Seeing as this blog post is related, I should say to all of those of you who guessed that my “major infrastructure investment” earlier this week was a car…congratulations, you were correct.
I love hitch-hikers. They often have interesting and somewhat random (and often alcohol induced) stories to tell, and occasionally (OK, rarely) they pay for their ride. This morning I had one of these rare paying hitch-hikers. When we arrived at their house, they asked me to wait for a few moments while they got “some coins” which were apparently going to be more than worth my while…they weren’t kidding.
After waiting for a couple minutes, the hitch-hiker returned with what looked like a small bucket, which they then took a couple seconds to empty in to the front passenger’s footwell. The coins covered the entire footwell, seemingly layers deep.
It took me at least five minutes to pick up the coins when I got home…and whilst half a (full size) bucket of coins is an exaggeration, the bucket is certainly heavy enough, and it is going to take me quite some time to count.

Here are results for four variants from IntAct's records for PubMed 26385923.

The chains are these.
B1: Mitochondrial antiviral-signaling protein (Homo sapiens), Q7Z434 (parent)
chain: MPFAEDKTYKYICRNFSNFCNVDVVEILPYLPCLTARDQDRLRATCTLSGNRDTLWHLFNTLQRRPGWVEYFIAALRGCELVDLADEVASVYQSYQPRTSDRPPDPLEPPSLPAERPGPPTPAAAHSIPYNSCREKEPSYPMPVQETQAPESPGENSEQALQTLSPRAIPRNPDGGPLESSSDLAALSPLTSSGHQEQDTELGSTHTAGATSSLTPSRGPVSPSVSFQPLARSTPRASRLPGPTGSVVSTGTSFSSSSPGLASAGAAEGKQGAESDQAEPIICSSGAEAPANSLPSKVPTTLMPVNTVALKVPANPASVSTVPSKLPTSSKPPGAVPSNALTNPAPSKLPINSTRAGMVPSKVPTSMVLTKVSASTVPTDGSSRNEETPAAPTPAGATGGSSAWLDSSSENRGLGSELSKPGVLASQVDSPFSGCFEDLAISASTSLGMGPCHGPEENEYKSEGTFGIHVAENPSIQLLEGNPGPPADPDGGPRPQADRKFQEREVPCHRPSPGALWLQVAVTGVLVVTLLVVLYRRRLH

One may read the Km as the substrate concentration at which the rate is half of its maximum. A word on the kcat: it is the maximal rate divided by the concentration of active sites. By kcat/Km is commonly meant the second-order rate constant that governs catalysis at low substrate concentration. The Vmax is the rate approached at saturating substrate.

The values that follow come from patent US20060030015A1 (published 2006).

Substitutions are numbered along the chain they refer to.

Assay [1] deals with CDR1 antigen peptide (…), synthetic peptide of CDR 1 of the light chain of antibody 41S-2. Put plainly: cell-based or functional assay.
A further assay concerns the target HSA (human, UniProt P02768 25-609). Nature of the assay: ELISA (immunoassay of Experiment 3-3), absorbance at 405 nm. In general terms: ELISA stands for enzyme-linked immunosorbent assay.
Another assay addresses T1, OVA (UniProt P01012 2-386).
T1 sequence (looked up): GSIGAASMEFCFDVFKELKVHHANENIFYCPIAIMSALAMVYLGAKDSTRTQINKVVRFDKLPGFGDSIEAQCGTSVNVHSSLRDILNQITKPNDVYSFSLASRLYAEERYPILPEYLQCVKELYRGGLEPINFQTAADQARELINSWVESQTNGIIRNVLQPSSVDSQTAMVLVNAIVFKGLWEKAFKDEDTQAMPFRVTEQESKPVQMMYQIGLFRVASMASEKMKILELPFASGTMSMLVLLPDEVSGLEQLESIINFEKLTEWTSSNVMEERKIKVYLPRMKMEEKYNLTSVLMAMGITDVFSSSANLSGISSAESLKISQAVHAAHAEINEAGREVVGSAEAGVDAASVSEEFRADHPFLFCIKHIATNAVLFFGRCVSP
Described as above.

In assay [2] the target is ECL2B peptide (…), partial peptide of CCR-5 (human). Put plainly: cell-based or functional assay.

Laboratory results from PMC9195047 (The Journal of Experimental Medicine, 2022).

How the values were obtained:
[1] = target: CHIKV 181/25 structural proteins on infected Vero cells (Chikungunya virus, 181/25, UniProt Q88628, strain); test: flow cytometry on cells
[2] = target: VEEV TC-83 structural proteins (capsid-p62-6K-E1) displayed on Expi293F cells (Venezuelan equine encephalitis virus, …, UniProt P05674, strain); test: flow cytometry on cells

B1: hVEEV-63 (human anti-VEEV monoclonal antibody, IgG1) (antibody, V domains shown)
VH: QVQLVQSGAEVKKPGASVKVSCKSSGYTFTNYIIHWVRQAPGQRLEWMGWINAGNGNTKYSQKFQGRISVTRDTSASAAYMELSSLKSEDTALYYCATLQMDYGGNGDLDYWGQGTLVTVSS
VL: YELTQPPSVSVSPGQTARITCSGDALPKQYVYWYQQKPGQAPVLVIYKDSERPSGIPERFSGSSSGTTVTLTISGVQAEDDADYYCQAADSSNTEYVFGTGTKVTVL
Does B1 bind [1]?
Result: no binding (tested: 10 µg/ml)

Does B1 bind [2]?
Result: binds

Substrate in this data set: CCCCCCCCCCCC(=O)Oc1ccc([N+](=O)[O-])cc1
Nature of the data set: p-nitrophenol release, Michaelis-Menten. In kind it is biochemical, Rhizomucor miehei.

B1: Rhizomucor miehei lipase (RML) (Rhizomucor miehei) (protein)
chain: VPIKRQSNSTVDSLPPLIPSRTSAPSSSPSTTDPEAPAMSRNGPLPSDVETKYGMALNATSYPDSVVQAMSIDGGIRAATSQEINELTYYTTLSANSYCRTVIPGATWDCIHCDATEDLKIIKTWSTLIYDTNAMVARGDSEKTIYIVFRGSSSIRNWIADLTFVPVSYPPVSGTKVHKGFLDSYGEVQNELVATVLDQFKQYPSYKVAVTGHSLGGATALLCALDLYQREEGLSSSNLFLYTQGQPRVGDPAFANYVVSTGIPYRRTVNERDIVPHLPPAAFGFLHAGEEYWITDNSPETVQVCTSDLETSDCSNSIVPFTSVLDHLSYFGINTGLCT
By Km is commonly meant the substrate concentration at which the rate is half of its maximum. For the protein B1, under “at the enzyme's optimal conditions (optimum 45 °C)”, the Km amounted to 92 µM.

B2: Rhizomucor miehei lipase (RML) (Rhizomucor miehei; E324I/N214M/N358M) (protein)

This leaves me pondering a couple questions though. The coins are obviously worth a fair chunk of money, so how drunk was this hitch-hiker? And will they regret giving away so many coins when they wake up later today.
Secondly, who keeps large amounts of coins of all denominations, in buckets?
I’ll weight the bucket once the bathroom is (and the scales are) free. I’ll count the coins later on today. I’ll report back on both counts.
Update: 12.5kg of coins. End Update
In $2 coins: $398
In $1 coins: $228
In 50c coins: $92.50
In 20c coins: $57.40
In 10c coins: $21.90
In 5c coins: $6.30
In total: $804.10
I took this hitch-hiker from Barry Drive to Weetangera, a distance of about 7 kilomteres, which makes the cost of the journey a rather ridiculous amount of $114.87 per kilometre, or 11.5 cents per metre. To the same extent, the trip took about ten minutes, which is a pay rate of $482.46 per hour.
That was certainly a very generous hitch-hiker.